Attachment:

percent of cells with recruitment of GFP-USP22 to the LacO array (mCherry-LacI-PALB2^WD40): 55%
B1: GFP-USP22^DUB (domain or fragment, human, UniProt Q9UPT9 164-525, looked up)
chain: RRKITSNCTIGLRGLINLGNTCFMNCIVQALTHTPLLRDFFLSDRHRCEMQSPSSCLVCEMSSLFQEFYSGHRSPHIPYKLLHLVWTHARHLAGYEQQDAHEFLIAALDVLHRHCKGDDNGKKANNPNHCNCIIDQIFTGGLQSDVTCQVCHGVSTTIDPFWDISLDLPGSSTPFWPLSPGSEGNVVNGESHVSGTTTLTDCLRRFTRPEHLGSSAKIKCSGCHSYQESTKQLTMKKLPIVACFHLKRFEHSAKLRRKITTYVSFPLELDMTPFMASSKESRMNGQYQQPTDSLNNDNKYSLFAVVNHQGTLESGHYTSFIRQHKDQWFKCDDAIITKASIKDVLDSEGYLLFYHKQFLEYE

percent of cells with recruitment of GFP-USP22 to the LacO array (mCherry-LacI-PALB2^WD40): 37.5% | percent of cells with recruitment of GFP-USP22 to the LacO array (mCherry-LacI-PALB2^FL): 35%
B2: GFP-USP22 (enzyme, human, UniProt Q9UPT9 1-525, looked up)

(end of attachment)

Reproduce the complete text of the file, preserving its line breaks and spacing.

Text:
percent of cells with recruitment of GFP-USP22 to the LacO array (mCherry-LacI-PALB2^WD40): 55%
B1: GFP-USP22^DUB (domain or fragment, human, UniProt Q9UPT9 164-525, looked up)
chain: RRKITSNCTIGLRGLINLGNTCFMNCIVQALTHTPLLRDFFLSDRHRCEMQSPSSCLVCEMSSLFQEFYSGHRSPHIPYKLLHLVWTHARHLAGYEQQDAHEFLIAALDVLHRHCKGDDNGKKANNPNHCNCIIDQIFTGGLQSDVTCQVCHGVSTTIDPFWDISLDLPGSSTPFWPLSPGSEGNVVNGESHVSGTTTLTDCLRRFTRPEHLGSSAKIKCSGCHSYQESTKQLTMKKLPIVACFHLKRFEHSAKLRRKITTYVSFPLELDMTPFMASSKESRMNGQYQQPTDSLNNDNKYSLFAVVNHQGTLESGHYTSFIRQHKDQWFKCDDAIITKASIKDVLDSEGYLLFYHKQFLEYE

percent of cells with recruitment of GFP-USP22 to the LacO array (mCherry-LacI-PALB2^WD40): 37.5% | percent of cells with recruitment of GFP-USP22 to the LacO array (mCherry-LacI-PALB2^FL): 35%
B2: GFP-USP22 (enzyme, human, UniProt Q9UPT9 1-525, looked up)